Kemi:

I love that! Being in the work can be so invigorating.

 

Suzy:

Yes, our mission is to provide theater programs to students attending the city’s most under-served high schools, and through those programs, to give them a place where they can develop community and confidence and commitment. Getting to be a part of my students’ artistic process of creating original work about whatever THEY feel is important is also a continual source of energy and inspiration. This year, my students are creating a play around the topics of family, values, and police brutality. They are incredibly powerful young people. Tell me about The Laundromat Project. From the first time we met, I’ve been rather smitten with what you do :)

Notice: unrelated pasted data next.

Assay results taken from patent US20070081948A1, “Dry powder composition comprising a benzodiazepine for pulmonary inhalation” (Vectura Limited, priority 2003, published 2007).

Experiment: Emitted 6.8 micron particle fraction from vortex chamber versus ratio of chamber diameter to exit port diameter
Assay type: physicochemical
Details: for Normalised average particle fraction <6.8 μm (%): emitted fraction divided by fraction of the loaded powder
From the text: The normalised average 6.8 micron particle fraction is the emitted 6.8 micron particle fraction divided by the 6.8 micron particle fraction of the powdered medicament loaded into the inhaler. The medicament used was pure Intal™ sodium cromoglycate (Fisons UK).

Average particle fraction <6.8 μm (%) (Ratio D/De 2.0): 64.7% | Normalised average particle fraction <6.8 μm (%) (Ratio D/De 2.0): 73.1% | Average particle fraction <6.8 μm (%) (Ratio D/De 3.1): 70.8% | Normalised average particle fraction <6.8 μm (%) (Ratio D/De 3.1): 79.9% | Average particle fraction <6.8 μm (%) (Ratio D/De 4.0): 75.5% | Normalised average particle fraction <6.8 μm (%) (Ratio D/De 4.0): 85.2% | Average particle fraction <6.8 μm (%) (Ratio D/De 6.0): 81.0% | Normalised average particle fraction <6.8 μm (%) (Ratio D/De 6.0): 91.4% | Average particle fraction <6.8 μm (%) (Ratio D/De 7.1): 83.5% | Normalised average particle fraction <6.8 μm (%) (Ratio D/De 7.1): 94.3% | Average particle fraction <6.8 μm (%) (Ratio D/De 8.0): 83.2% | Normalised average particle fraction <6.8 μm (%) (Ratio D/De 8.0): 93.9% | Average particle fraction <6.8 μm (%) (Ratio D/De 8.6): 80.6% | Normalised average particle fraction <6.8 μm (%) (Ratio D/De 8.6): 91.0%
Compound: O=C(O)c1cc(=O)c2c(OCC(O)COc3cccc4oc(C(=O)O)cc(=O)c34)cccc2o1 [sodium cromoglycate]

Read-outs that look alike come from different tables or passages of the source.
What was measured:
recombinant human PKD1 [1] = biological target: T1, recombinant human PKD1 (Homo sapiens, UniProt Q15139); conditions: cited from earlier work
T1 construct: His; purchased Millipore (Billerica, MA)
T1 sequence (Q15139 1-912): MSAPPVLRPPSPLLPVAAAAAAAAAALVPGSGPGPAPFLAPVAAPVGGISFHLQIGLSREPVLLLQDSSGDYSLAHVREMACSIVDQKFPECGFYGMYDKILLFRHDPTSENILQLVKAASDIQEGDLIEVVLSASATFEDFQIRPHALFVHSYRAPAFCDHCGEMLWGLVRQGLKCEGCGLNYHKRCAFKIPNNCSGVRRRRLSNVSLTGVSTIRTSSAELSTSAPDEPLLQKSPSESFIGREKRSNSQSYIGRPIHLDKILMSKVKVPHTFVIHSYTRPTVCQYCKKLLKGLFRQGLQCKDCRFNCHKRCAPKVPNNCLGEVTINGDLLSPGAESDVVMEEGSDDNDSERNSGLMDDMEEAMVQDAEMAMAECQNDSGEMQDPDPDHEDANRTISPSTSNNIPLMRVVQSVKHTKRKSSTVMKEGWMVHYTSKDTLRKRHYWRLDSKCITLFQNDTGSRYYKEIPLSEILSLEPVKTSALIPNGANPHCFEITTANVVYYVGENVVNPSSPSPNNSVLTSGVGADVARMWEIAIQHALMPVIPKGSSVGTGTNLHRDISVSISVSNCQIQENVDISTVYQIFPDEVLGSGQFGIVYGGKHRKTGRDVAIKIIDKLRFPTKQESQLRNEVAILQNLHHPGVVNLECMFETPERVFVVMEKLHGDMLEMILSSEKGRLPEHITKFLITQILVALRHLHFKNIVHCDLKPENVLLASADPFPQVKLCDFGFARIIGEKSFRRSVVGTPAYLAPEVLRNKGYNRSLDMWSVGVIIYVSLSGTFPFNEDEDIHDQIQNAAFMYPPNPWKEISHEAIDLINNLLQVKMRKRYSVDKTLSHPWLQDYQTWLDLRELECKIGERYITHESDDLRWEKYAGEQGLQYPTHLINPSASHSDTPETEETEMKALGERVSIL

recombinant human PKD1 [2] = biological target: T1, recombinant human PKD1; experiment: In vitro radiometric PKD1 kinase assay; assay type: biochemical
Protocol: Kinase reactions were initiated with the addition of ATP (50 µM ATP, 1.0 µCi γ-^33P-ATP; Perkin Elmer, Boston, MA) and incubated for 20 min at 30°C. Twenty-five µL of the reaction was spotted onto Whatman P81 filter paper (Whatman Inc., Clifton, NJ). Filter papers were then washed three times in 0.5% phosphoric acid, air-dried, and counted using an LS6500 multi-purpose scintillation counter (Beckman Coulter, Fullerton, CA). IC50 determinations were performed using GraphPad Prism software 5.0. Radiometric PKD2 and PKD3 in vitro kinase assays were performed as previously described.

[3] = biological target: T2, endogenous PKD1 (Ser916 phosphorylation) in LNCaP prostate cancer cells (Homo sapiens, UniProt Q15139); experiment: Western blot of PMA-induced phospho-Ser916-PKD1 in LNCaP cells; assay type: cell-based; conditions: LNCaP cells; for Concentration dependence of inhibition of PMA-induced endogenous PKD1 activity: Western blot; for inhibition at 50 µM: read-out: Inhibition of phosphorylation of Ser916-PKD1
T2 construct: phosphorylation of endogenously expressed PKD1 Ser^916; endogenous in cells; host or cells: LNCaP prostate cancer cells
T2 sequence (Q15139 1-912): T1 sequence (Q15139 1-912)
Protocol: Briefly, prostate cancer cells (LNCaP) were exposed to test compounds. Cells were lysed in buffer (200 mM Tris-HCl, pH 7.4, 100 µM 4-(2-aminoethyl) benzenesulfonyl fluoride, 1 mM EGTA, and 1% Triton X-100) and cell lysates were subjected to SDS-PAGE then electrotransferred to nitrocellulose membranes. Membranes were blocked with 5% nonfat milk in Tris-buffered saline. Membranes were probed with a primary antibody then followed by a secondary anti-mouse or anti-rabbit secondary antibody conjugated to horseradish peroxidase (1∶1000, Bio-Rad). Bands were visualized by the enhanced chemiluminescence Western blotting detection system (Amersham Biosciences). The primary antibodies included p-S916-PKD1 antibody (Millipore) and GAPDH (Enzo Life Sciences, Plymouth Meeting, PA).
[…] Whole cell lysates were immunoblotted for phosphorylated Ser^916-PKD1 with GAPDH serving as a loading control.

Kemi:

Aww, thanks and ditto! The LP had me smitten as well from the first time I heard about it ten years ago. Like Opening Act, we believe deeply in the power of creativity, arts, and people. We are citywide but anchored in three neighborhoods—Bed-Stuy, Harlem and Hunts Point / Longwood in the South Bronx. We work in laundromats and other community spaces like parks, schools, and libraries because that’s where people already are. Working on two sides of one coin, we commission and train artists to make new work in community spaces.

 

Suzy:

That’s the best part! What do they do in those spaces?

 

Kemi: